Next tour: Sunday 10 May 2020.
Meet: outside Worsley Village Library, Worsley Road, 12 noon.
Booking: Please press here to book with eventbrite.
Picturesque black-and-white timber-framed waterside buildings, Britain’s first man-made waterway, and underground canals running through the Delph, a dramatic 52 mile system of caves and tunnels.
These are some of the reasons why Worsley is one of the wonders of the North-West. Yet alongside the aesthetic delights are more prosaic pleasures. Worsley is one of the birthplaces of the industrial revolution. It was here in 1761 that the local landowner, the Duke of Bridgewater, and his ingenious engineers, John Gilbert and James Brindley, cut Britain’s first man-made canal independent of the river system – the Bridgewater Canal– to ferry the Duke’s coal to Manchester.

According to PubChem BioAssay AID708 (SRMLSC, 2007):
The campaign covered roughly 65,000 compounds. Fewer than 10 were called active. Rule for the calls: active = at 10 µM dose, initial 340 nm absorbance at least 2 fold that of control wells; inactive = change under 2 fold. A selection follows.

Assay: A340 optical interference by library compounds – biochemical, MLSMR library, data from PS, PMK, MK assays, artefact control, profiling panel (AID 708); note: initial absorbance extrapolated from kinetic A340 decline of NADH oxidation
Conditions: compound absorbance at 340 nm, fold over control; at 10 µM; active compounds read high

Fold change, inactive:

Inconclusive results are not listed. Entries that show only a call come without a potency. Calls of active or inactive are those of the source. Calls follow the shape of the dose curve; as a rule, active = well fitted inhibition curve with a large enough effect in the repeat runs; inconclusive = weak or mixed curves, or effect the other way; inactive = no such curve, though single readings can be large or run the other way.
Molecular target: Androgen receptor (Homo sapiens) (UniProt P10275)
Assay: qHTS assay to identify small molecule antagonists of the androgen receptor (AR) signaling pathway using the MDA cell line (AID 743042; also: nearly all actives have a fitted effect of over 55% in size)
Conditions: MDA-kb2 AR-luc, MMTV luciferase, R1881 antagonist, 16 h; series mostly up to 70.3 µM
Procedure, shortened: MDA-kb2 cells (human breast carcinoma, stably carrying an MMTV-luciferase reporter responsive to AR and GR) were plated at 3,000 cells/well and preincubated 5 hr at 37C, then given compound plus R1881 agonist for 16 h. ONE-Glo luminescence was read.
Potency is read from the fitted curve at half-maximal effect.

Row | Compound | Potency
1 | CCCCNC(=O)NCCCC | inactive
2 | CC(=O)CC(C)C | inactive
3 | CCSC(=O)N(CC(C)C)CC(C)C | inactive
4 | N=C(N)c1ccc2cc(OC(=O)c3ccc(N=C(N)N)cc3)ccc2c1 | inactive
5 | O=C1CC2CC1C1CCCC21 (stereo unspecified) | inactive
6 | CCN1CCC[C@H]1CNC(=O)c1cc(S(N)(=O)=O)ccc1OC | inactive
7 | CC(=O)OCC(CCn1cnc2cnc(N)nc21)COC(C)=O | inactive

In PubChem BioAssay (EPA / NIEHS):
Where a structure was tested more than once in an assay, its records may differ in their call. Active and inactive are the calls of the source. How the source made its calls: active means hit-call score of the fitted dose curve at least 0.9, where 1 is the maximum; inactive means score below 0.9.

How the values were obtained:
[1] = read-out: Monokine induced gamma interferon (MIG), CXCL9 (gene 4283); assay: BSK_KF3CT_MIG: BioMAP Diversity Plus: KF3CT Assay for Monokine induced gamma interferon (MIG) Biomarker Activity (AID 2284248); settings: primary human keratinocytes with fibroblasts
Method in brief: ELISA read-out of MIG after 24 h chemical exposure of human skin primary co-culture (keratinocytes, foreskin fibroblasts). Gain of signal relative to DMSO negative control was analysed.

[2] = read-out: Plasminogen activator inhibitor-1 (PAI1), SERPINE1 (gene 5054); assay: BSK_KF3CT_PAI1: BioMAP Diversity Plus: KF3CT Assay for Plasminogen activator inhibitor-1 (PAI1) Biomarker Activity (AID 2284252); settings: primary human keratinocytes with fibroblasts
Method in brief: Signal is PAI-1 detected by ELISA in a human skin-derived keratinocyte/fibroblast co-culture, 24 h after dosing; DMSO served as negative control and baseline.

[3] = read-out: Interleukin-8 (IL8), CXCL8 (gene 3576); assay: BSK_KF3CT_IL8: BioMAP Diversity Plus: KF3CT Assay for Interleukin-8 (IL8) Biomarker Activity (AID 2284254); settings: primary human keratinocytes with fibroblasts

We visit the village’s key sites (without daring into the deep and dangerous Delph) on our Worsley explorer. These include the 1760 Packet House, redesigned in the Victorian era into an elaborate black-and-white structure, outside which the world’s first steamboat was built in 1780 – some thirty years before the better-known New Orleans vessels that cross the Mississippi first appeared; St Mark’s Church, designed by the grand Gothicist George Gilbert Scott; the Alphabet Bridge; the Nail House; the boatyards and the old village green.
Who knows? We may see one of the famous locals: Ryan Giggs or Russell Watson. How can so much be packed into so compact a locale?
And then it’s along the Canal (optional) to stretch our legs, to hear the history of this grand waterway, finishing at the Trafford Centre where there are a few shops and a new tram line.